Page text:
Central Subway Project Gets $942 Million

Federal funding annoucned for construction of extended railway

Thursday, Oct 11, 2012  |  Updated 6:37 PM PDT
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Central Subway Project Gets $942 Million

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San Francisco Mayor Ed Lee, House Democratic Leader Nancy Pelosi and other local and federal officials announced today that $942 million in federal funding has been secured for the city's Central Subway project.

That amount is expected to cover the majority of the cost of the $1.6 billion project to create a new branch of San Francisco Municipal Railway's T-Third line to link the city's South of Market neighborhood to Chinatown.

The subway is expected to open to the public in 2019.

"This project is a vital enhancement of our public transit system," Lee said. "It will connect to some of the most densely populated and rapidly developing areas" of the city.

Pelosi said she and her family are very familiar with that transit corridor because they have waited for packed 30-Stockton Muni buses to go downtown.

"We'd say, 'Here comes the bus, here comes the bus, there goes the bus! Because it was always crowded," she said.

U.S. Sen. Dianne Feinstein also spoke at this afternoon's announcement, saying that the Central Subway is projected have the second-highest ridership per mile of all subway and light-rail proposals seeking federal funding nationwide.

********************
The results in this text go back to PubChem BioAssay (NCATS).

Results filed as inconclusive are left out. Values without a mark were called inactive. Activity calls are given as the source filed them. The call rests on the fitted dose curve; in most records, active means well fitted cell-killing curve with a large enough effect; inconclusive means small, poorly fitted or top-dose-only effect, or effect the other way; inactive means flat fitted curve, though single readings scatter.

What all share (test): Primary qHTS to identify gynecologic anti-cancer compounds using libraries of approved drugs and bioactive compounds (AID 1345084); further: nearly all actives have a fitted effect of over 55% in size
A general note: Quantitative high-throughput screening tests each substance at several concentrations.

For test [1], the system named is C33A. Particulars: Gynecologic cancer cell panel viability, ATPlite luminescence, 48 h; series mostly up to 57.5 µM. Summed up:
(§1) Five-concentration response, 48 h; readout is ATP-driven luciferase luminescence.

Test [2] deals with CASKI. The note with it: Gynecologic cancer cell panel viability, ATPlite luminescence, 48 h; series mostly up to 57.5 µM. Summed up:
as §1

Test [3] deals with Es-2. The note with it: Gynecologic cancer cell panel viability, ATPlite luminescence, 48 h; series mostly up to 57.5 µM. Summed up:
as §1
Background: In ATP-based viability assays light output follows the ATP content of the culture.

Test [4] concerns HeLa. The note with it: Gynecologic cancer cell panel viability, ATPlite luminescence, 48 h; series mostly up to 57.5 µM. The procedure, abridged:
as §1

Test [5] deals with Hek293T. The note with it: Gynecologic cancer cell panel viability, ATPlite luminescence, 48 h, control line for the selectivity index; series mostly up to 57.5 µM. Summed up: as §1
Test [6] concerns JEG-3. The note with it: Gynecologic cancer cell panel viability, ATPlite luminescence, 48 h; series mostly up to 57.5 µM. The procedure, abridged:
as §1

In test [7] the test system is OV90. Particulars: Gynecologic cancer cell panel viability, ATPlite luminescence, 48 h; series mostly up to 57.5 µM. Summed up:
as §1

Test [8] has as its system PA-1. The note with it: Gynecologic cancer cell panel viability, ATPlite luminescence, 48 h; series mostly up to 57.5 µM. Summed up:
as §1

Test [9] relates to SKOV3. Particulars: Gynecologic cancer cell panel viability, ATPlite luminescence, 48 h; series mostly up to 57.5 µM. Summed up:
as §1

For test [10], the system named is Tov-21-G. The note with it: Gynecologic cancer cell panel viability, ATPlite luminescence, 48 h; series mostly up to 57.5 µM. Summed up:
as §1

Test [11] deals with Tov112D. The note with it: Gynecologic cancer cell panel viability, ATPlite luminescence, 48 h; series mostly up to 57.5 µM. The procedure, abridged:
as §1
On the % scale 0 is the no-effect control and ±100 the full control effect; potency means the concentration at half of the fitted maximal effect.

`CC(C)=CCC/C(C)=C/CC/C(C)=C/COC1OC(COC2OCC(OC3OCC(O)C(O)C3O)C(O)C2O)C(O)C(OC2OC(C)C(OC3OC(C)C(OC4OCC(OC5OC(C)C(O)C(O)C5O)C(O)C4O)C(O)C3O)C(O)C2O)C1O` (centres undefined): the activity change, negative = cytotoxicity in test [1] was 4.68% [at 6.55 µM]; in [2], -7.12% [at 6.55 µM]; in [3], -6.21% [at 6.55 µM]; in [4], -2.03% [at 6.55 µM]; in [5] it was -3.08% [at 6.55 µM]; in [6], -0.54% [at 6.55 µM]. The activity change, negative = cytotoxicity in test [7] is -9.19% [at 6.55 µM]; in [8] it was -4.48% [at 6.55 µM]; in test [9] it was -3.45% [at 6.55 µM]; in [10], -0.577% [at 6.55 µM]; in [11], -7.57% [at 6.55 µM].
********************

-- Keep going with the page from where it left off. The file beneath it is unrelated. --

"There's no question it's expensive, but it's worth it if people use it," Feinstein said.

Some have criticized the cost of the project.

One group of opponents filed a lawsuit Wednesday seeking to halt construction because of its impact on Union Square, the proposed site of one of the subway's stations.

The lawsuit was filed by the group SaveMuni.com, which argued that the city charter forbids building a structure on park property without first getting approval from voters.

U.S. Secretary of Transportation Ray LaHood, who also attended today's event, said the lawsuit will not stop construction.

"This project has been scrutinized probably more than any project in the country. It's been under a microscope for many, many years," LaHood said. "We're moving ahead."

Lee noted that the project has drawn past lawsuits that have not slowed down construction.

"I think they're somewhat baseless," he said, adding that he thinks the most recent suit "borders on ridiculous."

The Central Subway will start above ground near the Caltrain station at Fourth and King streets, then enter a subway tunnel on Fourth Street under the Interstate Highway 80 overpass. It will have stops at Yerba Buena/Moscone, Union Square/Market Street and Chinatown.

Muni officials say the subway will cut by more than half the time it currently takes to move along the 1.7-mile route by bus.

Updates on the project can be found at www.centralsubwaysf.com.

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